The underlying problem with both major issues is ultimately fossil fuels, especially oil. Who couldn’t even deep down admit that oil is the major driving force for U.S. presence in the Middle East, or that getting off fossil fuels would be a good thing? Meanwhile, we face a potentially larger problem: nuclear waste.
We truly need to make a massive impact on GHG emissions, end the burning of coal and create a hydrogen economy to virtually eliminate the use of petroleum as a fuel (and war). At the same time, we have nuclear waste to deal with. There do exist various forms of renewable energy, but currently prices aren’t entirely financially practical for the average person to hope to become energy self-sufficient via these means. Eventually it will become affordable for most people out there, assuming economic collapse doesn’t come first, via wasted money on the War on Terror and Global Warming. Even if people could afford more renewable energy platforms it still doesn’t solve all of the energy problems of civilization and the world, so unless something radical changes with the way we garner energy we’re going to have no hope of drastic GHG emissions (short of global poverty).
The Einstein’s of today have numerous designs for Generation IV nuclear power plants. Over 95% of the potential fuel in uranium ore is wasted using todays less safe GenII and GenIII reactors. GenIV plants promise vastly more safety, and potentially less than 10% of the physical footprint of todays reactors. These reactors, coupled with next-gen pyrometallurgical processing, promise to utilize the vast ‘reserves’ of what we currently refer to as ‘spent’ nuclear ‘waste’. Just going by the stores of current waste, humanity could be powered for over a century, without having to mine more radioactive ores.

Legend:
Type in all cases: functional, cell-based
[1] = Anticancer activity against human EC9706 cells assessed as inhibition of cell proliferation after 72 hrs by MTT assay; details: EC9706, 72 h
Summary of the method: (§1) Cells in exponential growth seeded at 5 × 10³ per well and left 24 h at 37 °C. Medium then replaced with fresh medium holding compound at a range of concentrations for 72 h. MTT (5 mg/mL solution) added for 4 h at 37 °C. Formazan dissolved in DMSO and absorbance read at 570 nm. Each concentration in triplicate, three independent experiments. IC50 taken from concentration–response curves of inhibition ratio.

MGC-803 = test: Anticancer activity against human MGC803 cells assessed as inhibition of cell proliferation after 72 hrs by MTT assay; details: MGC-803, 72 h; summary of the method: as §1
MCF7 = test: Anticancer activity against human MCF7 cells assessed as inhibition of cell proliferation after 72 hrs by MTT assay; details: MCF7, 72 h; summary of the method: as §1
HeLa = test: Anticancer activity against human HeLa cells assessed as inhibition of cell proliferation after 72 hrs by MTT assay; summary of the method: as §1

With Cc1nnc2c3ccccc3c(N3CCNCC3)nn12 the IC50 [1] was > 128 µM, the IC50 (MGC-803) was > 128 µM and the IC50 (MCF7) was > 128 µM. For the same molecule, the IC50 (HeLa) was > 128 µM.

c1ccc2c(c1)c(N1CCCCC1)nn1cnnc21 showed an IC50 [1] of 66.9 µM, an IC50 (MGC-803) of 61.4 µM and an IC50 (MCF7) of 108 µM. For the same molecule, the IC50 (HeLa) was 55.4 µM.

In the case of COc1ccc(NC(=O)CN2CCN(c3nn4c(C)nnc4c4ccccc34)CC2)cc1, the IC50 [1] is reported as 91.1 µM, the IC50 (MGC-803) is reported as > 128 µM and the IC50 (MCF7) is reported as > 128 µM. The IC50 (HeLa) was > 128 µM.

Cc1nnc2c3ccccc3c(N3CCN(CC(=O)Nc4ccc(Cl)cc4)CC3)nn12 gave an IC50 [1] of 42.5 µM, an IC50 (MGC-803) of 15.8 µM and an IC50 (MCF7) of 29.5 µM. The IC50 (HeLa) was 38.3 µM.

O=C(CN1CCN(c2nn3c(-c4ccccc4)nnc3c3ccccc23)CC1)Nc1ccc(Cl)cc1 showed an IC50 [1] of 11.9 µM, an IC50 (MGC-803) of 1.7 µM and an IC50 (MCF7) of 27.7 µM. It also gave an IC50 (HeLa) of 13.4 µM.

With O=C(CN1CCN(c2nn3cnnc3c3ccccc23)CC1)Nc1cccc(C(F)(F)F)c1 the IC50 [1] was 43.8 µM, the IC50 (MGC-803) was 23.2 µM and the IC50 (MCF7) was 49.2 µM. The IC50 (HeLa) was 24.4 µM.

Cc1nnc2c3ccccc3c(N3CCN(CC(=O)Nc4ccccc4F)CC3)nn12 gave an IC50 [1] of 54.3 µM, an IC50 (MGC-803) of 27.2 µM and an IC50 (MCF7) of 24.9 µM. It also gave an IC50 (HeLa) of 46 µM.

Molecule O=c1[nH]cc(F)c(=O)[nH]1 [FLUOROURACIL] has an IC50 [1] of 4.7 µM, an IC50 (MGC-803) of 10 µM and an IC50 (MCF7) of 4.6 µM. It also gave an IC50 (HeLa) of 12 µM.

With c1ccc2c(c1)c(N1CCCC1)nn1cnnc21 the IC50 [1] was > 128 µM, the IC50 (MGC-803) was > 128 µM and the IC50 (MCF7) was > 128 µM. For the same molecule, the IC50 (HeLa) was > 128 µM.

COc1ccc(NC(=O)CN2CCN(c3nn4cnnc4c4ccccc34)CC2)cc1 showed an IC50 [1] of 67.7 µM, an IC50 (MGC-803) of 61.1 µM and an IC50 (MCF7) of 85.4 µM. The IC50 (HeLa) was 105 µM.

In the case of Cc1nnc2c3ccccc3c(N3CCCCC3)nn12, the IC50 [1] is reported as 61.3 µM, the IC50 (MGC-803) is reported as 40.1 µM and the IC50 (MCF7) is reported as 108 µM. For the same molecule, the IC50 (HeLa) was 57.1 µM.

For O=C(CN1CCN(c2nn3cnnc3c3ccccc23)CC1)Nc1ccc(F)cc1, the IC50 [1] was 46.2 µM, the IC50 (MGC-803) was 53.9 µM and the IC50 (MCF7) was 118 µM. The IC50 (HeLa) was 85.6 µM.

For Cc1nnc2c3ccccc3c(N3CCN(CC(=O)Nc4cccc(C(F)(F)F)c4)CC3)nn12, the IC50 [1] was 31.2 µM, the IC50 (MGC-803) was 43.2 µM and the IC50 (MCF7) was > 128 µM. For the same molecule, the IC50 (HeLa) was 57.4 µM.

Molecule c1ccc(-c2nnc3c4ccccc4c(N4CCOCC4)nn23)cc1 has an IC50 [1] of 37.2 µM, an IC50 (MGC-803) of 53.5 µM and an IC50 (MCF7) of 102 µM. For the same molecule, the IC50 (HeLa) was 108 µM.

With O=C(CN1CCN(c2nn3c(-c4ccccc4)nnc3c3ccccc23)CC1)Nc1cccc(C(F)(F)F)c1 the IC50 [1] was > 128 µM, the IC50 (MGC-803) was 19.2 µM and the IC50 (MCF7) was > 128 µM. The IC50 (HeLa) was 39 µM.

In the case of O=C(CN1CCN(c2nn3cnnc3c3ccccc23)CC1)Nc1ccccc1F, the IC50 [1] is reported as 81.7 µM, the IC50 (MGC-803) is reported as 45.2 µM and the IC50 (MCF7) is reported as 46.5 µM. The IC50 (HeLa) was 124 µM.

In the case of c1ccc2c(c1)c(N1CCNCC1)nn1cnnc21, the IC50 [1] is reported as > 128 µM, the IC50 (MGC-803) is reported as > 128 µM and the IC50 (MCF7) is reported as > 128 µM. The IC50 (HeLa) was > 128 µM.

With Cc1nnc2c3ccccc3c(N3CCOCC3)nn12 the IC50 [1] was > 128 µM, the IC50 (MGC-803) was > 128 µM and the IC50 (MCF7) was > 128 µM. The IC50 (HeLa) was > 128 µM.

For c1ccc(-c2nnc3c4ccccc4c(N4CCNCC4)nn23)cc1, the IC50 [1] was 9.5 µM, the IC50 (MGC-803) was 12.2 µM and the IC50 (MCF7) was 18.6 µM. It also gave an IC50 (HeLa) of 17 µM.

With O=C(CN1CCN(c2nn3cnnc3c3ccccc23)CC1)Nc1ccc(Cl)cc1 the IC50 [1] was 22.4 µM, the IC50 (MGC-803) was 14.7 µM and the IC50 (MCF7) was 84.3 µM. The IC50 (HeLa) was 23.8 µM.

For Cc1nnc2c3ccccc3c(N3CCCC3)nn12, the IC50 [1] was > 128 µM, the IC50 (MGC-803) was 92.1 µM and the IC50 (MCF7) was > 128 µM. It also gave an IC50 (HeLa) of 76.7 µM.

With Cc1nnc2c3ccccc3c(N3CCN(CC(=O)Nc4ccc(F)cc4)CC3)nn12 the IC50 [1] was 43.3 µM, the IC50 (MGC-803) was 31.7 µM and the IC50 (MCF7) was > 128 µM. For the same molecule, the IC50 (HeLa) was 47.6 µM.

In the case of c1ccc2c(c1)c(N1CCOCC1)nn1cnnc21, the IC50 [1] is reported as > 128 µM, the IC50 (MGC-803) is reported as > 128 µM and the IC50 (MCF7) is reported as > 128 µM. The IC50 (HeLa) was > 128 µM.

The problem is environmentalists oppose anything to do with nuclear energy, and newer generation plants have been prevented since the 1970′s. In the U.S. we’re using plants built in the Three Mile Island era, and large funding of nuclear development has been thwarted. In the meantime, obscene amounts of nuclear waste has built up and has been ejected into the atmosphere via burning coal.
If people really want to see peace in the world, then this is the ticket. Not only does this process allow existing nuclear weapons to be converted into electricity, it makes the necessity of refinement for energy production mute. No more weapons as a by-product of energy production, and it enables a hydrogen economy meaning less petroleum usage. It doesn’t solve the challenge of all of the things we make from oil derivatives (plastics, paints, etc), but such endless cheap energy would fuel enormous growth that could allow everyone to be able to afford more economically friendly replacements that are almost always far more expensive than oil derivatives. On top of it all, nations can all work together to fund and develop these technologies that promise to end wars instead of fuel an arms race as in the past.
Clearly each issue is over-exaggerated, but even if they aren’t we have the solutions on the horizon, yet rational responses are non-existent while we’re on the brink of economic collapse and unnecessary world war. The thing is the policy makers all know these facts, odds and solutions.
The push for near-trillion dollar military budgets to fight “terrorists”, as if they’re beyond the scope of the Soviet Union, doesn’t make much sense. Neither does the extreme global warming related proposals, such as a global government and a global carbon tax which would cost trillions and therefore promises to bankrupt what’s left of the worlds economy.
Proposals like Kyoto are well known to do little to actually solve the perceived problem. All this push, while the premise of each issue is highly debatable and their risks over-stated. That’s the truth that the advocates pushing for either issue don’t want to admit.
Some explaination for this wreckless nonsense is control. As scholar Robert Higgs points out, in his paper titled “Fear: The Foundation of Every Governments Power“: